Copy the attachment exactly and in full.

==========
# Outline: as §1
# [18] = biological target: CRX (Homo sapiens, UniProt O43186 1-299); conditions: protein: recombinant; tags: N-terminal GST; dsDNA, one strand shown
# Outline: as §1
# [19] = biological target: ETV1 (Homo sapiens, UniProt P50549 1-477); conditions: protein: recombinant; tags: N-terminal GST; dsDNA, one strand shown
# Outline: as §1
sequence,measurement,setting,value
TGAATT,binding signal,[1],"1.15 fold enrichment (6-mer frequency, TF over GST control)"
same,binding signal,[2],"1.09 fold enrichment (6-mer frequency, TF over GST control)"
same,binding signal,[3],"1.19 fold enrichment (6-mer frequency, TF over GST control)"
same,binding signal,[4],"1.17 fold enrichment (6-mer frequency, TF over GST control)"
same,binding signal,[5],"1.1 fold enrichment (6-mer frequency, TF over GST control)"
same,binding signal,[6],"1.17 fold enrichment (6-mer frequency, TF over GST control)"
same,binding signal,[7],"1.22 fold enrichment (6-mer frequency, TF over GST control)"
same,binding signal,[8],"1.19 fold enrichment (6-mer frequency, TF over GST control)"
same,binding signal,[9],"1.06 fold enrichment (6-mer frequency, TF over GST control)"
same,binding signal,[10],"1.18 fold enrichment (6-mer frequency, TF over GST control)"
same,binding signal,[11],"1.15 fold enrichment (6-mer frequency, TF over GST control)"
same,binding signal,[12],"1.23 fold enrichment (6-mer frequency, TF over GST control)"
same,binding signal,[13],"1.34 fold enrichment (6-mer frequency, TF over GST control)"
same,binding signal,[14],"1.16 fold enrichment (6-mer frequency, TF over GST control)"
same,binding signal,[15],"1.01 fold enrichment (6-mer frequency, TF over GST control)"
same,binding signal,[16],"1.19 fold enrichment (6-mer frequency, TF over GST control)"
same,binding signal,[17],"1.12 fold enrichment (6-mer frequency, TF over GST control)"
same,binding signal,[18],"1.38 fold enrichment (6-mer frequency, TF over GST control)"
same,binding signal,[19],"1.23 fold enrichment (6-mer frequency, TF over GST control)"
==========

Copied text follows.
# Outline: as §1
# [18] = biological target: CRX (Homo sapiens, UniProt O43186 1-299); conditions: protein: recombinant; tags: N-terminal GST; dsDNA, one strand shown
# Outline: as §1
# [19] = biological target: ETV1 (Homo sapiens, UniProt P50549 1-477); conditions: protein: recombinant; tags: N-terminal GST; dsDNA, one strand shown
# Outline: as §1
sequence,measurement,setting,value
TGAATT,binding signal,[1],"1.15 fold enrichment (6-mer frequency, TF over GST control)"
same,binding signal,[2],"1.09 fold enrichment (6-mer frequency, TF over GST control)"
same,binding signal,[3],"1.19 fold enrichment (6-mer frequency, TF over GST control)"
same,binding signal,[4],"1.17 fold enrichment (6-mer frequency, TF over GST control)"
same,binding signal,[5],"1.1 fold enrichment (6-mer frequency, TF over GST control)"
same,binding signal,[6],"1.17 fold enrichment (6-mer frequency, TF over GST control)"
same,binding signal,[7],"1.22 fold enrichment (6-mer frequency, TF over GST control)"
same,binding signal,[8],"1.19 fold enrichment (6-mer frequency, TF over GST control)"
same,binding signal,[9],"1.06 fold enrichment (6-mer frequency, TF over GST control)"
same,binding signal,[10],"1.18 fold enrichment (6-mer frequency, TF over GST control)"
same,binding signal,[11],"1.15 fold enrichment (6-mer frequency, TF over GST control)"
same,binding signal,[12],"1.23 fold enrichment (6-mer frequency, TF over GST control)"
same,binding signal,[13],"1.34 fold enrichment (6-mer frequency, TF over GST control)"
same,binding signal,[14],"1.16 fold enrichment (6-mer frequency, TF over GST control)"
same,binding signal,[15],"1.01 fold enrichment (6-mer frequency, TF over GST control)"
same,binding signal,[16],"1.19 fold enrichment (6-mer frequency, TF over GST control)"
same,binding signal,[17],"1.12 fold enrichment (6-mer frequency, TF over GST control)"
same,binding signal,[18],"1.38 fold enrichment (6-mer frequency, TF over GST control)"
same,binding signal,[19],"1.23 fold enrichment (6-mer frequency, TF over GST control)"